WATER: During an excessive heat event, we recommend that you double your normal watering routine. This means that your new trees should receive 15 gallons of water at least twice a week throughout the heat wave, meaning a deep watering every three to four days when it’s about 90-degrees or more for an extended period.  

The best time to water is in the early morning or after the sun goes down to minimize water loss to evaporation. Water slowly so that moisture soaks deeply into the soil and doesn’t run away from the root zone. This can be achieved using one of the following methods:

  • A slow-release watering bag
  • A DIY 5-gallon bucket drip system (check it out in the video above)
  • Trickle your hose within the root zone for 15-20 minutes

Be mindful that it is possible to overwater your trees as well (though unlikely during the Portland region’s dry summers, overwatering is more common when folks water trees in winter. Allowing the soil to completely dry out—or allowing it to stay soggy—will result in a tree that is stressed. Deep, infrequent watering is the way to go: Water deeply, then hold off. Healthy roots follow the water downward as it starts to dry and establish sinker roots for increased drought tolerance. Keeping the soil consistently moist through deep and infrequent watering is essential to healthy trees. Wondering if it’s time to water? If you poke a pencil 4-5 inches down, does it come out dry & dusty? If so, water!

MULCH: Organic mulch is a highly effective way to keep the soil from drying out quickly, especially during excessive heat. A thick layer of mulch from wood chips and ground leaves is even better: Wood is essentially carbon and carbon is nature’s sponge,  and leaves are like vitamins that are taken into the roots and are water-soluble. What we offer at the FOT Portland office is ground up branches and leaves combined, just like what’s found on the floor of a healthy forest.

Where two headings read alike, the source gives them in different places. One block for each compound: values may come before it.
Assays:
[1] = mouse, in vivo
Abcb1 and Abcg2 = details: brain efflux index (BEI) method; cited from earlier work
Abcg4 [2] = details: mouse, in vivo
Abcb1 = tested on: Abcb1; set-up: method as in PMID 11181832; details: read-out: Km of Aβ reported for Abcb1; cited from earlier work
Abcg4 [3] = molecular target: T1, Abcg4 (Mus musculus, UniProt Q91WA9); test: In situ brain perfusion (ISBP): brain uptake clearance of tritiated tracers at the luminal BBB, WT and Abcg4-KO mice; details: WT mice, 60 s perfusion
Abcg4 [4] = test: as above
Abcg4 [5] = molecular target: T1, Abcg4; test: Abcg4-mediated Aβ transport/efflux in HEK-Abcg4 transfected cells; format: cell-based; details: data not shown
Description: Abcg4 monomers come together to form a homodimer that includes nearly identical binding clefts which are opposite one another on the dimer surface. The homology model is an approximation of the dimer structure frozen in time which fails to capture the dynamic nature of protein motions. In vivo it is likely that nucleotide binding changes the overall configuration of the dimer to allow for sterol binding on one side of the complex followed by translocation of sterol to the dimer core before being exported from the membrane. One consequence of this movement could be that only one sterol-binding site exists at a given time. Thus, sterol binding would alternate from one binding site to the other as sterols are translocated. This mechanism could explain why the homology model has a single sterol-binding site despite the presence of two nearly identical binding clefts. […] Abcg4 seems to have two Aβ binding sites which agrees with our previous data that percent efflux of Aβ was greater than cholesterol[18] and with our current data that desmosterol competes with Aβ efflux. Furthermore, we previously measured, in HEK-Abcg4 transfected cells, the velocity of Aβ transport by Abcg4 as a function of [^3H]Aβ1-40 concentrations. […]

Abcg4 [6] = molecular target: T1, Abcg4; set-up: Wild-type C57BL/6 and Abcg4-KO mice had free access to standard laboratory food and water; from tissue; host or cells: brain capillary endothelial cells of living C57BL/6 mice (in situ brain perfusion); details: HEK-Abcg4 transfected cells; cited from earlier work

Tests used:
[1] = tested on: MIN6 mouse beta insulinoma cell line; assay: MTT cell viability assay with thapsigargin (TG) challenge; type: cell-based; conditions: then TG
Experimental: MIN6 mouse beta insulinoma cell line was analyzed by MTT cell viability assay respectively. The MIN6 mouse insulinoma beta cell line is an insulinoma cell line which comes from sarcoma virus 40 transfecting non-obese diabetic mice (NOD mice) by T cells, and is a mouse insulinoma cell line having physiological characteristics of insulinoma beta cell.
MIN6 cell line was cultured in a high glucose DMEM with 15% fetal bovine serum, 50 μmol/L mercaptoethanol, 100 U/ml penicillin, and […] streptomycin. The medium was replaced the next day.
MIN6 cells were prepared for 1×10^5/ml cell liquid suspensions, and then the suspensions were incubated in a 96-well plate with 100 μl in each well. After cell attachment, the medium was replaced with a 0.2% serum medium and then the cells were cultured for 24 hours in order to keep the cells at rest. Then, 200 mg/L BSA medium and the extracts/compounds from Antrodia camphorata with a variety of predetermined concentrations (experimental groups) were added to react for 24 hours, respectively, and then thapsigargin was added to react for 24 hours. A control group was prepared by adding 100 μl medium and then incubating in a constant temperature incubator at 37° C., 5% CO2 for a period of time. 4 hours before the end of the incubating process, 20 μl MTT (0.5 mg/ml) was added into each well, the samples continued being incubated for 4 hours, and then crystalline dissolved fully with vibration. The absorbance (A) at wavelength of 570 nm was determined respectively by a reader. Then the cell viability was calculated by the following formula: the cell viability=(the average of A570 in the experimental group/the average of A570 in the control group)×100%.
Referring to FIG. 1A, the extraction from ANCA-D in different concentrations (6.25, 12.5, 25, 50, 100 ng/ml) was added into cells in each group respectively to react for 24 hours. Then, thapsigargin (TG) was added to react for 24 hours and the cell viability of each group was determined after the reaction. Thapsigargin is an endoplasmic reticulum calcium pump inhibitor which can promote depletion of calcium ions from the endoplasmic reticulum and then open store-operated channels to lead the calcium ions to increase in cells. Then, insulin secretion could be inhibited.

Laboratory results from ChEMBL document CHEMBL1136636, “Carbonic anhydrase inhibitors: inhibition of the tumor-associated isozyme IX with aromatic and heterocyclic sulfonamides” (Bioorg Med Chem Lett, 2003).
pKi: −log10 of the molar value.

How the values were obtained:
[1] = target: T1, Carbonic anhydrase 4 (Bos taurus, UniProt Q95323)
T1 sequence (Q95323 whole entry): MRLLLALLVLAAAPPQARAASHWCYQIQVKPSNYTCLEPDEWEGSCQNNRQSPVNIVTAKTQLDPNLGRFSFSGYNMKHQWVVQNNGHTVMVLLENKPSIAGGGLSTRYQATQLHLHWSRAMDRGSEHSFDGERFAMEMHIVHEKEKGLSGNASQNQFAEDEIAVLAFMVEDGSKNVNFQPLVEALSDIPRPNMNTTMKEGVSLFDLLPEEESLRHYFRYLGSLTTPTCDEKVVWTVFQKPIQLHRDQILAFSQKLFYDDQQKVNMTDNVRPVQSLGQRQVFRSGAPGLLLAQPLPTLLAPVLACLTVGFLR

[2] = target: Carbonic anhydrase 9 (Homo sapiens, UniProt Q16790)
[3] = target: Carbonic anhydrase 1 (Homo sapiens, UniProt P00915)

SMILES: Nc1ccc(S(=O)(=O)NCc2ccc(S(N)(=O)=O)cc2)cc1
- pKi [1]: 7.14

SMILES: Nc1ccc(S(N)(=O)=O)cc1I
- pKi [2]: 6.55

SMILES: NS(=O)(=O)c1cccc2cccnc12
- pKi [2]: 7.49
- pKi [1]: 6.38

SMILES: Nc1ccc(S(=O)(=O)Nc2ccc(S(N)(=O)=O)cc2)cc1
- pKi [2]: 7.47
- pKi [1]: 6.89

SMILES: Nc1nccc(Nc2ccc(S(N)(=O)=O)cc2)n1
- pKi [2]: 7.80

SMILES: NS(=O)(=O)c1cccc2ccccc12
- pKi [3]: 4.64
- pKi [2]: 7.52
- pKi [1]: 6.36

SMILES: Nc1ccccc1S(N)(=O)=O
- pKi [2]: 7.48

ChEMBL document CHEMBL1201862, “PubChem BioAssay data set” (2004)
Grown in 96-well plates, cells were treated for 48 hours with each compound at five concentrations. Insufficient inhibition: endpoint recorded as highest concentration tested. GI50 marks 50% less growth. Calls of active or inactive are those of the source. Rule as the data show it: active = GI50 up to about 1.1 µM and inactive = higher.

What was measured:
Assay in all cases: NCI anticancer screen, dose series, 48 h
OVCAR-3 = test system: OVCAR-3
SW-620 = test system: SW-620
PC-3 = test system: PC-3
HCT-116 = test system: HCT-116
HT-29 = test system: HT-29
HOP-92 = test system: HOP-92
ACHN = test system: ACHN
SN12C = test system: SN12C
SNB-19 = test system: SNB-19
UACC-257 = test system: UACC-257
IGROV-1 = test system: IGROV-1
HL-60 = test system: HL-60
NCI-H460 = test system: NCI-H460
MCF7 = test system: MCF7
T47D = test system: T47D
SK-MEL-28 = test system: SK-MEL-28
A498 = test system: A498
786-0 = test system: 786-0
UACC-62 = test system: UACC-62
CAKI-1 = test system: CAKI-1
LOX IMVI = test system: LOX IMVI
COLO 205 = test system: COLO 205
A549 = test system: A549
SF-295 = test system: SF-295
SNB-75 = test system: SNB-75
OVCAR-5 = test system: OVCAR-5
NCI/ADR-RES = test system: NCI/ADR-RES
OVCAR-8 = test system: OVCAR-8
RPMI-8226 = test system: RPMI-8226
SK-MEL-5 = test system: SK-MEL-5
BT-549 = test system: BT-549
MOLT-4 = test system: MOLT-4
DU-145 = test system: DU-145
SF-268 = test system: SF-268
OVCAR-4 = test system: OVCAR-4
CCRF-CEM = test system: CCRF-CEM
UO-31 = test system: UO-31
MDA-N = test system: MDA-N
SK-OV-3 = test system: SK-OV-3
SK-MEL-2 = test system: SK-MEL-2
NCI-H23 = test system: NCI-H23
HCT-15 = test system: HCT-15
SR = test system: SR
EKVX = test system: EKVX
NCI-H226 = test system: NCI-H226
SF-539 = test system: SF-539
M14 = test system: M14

“I like to remind folks that the forest floor is perfectly mulched and your street tree should be, too!” Andrew Land, Neighborhood Trees Senior Specialist

Mulch around the base of the tree will help to retain soil moisture and regulate soil temperature, which is exactly what roots need to grow. Apply mulch for a newly planted street tree using the 3-3-3 rule: mulch should be at least 3″ deep, 3′ in diameter, and pulled at least  3″ from the base of the trunk.  If your tree is beyond that first year, you can extend that mulch further because our objective is to mulch the tips of the roots as they grow outward from the trunk. Three-inches thick is also important because it’s insulation (imagine the difference between a wind-breaker and a down jacket, for example:  that dead air space matters.)

PRUNING: Generally it is safe to prune most trees in mid-summer, from roughly mid-July to mid-August to be more specific. However, you may want to pause pruning during an extreme heat event, including right before and right after an extreme event, so consult the weather forecast as part of your pruning plan. Check out our pruning page for lots of useful information, including how-tos.

For additional tree care tips, check out our Tree Care Guide. Stay safe, stay cool, and as always, please don’t hesitate to reach out with any questions. Go trees!